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African Governments Must Commit More Funds To Health To Meet Previous Commitments, WHO, UNFPA Say

Ten years “since heads of state of African Union countries met in Abuja, Nigeria, and pledged to set a target of allocating ‘at least 15%’ of their annual budget to improve the health sector, only Rwanda and South Africa have reached the objective,” according to a recent WHO report, BMJ News reports (Zarocostas, 3/30).

Since 2001, 27 countries in the region have increased the proportion of government spending that goes toward health, while seven countries have reduced that proportion, the report (.pdf) states. No obvious change occurred in the other 12 countries of the AU, the report adds (3/28).

According to the WHO analysis, “per capita government spending from domestic resources on health” rose from $10 to $14, BMJ News reports. “WHO says that 32 African Union governments currently spend less than $33 per capita on health – or about half of the expected health expenditure needed to meet the United Nations’ health-related millennium development goals in poor countries,” the publication adds (3/30).

The report notes, “Only eight countries are on track with respect to the health Millennium Development Goals (MDGs). Most countries are achieving less than 50% of the gains that would be required to reach the goals by 2015, with progress on MDG 5 (maternal health) being particularly slow.”

The report concludes, “While it is important to reiterate the need for governments to be committed to improving the health of their populations, something that is increasingly becoming a political issue in countries, it is also important to look for additional ways of moving more rapidly towards the MDGs. The World Health Report 2010 provides some ideas in terms of ways of raising new global and domestic funds for health, ways of increasing financial risk protection relating to health, and ways of becoming more efficient in the use of external and domestic resources used for health” (3/28).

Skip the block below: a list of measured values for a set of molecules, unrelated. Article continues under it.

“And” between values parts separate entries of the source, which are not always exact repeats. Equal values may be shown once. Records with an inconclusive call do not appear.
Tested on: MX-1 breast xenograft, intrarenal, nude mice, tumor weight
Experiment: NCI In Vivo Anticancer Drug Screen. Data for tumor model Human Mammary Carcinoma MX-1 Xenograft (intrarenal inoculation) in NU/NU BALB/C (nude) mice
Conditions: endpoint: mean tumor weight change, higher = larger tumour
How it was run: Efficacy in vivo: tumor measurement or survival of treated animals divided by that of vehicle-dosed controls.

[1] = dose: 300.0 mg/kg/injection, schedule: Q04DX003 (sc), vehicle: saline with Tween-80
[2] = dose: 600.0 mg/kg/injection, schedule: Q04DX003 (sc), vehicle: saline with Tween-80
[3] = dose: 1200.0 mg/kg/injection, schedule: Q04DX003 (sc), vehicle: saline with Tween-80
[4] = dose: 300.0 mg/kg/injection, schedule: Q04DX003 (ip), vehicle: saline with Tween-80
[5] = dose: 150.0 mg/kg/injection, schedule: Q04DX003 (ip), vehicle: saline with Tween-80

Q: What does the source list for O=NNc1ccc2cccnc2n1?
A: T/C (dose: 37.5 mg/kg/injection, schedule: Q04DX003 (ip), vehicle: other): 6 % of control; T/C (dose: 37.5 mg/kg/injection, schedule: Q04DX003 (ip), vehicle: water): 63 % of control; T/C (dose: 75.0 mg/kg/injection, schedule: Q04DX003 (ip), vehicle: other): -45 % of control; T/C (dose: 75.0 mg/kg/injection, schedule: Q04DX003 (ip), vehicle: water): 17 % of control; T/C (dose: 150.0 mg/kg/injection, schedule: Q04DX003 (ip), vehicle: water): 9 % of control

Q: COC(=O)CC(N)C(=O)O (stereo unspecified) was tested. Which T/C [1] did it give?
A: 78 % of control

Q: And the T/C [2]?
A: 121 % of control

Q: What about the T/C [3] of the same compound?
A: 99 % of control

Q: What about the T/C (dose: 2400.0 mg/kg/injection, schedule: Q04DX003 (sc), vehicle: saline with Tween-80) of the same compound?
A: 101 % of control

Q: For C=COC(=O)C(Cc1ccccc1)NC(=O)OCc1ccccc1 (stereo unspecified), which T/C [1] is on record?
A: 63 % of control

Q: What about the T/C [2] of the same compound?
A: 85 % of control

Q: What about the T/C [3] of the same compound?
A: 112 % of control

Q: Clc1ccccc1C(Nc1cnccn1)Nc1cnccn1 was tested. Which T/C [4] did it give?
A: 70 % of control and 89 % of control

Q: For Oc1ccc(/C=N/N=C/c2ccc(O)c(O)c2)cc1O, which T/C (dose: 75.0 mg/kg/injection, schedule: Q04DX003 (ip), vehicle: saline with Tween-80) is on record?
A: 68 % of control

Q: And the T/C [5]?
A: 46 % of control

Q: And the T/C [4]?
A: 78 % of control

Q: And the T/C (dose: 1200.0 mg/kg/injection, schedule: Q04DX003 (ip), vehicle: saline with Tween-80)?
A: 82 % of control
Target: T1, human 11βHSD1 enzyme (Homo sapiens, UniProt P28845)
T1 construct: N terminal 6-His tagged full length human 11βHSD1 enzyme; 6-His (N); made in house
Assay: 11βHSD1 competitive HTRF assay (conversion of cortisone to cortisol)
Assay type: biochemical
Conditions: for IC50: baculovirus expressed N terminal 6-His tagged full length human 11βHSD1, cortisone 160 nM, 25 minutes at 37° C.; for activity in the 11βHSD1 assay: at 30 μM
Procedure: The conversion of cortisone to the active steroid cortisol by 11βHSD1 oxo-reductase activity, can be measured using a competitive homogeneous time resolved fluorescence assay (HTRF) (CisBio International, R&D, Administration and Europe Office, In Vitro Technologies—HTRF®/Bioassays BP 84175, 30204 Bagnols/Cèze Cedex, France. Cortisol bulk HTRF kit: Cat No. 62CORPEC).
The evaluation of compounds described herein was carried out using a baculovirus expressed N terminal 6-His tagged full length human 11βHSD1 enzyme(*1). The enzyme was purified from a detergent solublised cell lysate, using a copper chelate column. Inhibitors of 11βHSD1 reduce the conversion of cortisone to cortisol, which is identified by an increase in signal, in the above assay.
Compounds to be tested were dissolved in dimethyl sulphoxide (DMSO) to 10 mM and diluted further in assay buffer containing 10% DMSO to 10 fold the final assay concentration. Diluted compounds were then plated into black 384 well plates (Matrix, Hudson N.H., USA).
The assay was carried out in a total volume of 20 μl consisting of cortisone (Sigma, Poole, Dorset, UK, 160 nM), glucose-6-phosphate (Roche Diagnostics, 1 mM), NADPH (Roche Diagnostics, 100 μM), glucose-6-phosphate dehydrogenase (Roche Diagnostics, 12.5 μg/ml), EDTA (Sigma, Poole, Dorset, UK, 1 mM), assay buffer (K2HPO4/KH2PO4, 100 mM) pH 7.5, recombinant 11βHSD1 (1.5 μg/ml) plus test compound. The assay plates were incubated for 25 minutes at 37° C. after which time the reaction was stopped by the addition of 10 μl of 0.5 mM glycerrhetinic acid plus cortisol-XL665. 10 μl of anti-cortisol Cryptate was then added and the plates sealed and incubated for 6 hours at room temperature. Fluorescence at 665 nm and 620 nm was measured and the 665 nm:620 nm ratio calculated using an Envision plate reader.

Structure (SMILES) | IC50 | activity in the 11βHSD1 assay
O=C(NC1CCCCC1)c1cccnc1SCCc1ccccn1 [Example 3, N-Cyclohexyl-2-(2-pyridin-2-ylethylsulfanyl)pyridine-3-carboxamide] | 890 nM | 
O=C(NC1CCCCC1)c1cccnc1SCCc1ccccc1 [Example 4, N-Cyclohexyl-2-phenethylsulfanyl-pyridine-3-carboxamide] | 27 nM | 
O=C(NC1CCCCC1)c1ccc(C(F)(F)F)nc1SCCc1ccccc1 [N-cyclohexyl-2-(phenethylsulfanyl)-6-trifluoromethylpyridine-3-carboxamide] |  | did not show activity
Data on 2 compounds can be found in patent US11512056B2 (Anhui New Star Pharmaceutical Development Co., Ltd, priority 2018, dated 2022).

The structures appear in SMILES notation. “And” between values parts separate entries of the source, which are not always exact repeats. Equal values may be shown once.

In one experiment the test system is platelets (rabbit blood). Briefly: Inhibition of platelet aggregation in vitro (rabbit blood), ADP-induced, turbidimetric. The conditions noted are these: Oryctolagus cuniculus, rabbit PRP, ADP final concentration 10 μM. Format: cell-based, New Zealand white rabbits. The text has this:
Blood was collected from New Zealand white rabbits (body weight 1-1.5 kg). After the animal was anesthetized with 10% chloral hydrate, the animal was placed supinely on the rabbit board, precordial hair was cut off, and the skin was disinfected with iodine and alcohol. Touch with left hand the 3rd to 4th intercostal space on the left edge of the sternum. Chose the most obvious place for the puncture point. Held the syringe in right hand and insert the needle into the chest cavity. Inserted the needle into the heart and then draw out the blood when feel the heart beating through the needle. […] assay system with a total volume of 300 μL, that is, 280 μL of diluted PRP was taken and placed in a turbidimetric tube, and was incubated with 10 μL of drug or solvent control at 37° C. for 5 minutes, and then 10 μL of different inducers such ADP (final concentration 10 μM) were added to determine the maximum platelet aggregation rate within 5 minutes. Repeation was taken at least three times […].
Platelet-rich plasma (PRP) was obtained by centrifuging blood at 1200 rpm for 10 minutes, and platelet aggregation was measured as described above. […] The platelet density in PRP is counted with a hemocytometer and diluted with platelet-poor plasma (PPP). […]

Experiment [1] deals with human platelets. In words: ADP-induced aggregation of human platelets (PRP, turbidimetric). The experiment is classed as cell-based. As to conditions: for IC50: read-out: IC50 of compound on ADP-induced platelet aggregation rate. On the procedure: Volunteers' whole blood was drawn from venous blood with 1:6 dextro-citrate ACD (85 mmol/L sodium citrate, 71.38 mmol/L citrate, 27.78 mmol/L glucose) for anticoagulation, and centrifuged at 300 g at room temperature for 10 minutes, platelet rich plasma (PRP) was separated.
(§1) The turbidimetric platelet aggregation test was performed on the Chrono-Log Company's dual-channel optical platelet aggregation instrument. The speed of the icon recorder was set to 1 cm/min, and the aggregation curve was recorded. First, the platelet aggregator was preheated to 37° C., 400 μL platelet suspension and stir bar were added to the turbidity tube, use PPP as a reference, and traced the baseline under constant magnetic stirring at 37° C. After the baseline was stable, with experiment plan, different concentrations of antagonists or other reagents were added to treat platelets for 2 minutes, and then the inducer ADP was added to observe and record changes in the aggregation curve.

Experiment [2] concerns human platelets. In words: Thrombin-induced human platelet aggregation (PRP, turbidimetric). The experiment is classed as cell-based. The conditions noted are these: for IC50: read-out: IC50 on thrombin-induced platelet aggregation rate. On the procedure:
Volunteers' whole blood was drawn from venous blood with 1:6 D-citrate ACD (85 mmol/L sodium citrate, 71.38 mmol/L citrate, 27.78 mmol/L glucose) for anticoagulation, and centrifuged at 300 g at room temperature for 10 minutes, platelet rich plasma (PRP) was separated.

UNFPA Calls For Greater Investments In African Health Sector

In related news, PANA/Afrique en ligne reports on a recent appeal for greater investments in the health sector made by Babatunde Osotimehin, executive director of the U.N. Fund for Population Activities (UNFPA).

“Investing in health should be a priority for the next decade in Africa,” Osotimehin said, during the fourth annual meeting of the Ministers of Economy and Finance of the AU and ECA, that began Monday in Addis Ababa, Ethiopia. During the address, he highlighted the need for investments in “sexual and reproductive health,” according to the news service.

“These investments save lives, advance productivity and slow population growth, as couples plan and space the birth of their children,” Osotimehin said, stressing that healthy populations drive economic growth and spur poverty reduction, according to the news service. “To unlock the potential of Africa, further enhance its heritage and take advantage of the global strategy, health, including reproductive health, must be given priority in national plans and budgets, using their role to promote health and women and girls’ rights, as well as increasing investment in education, health and knowledge of adolescents and youths,” he noted (3/30).

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Filling the need for trusted information on national health issues, the Kaiser Family Foundation is a nonprofit organization based in Menlo Park, California.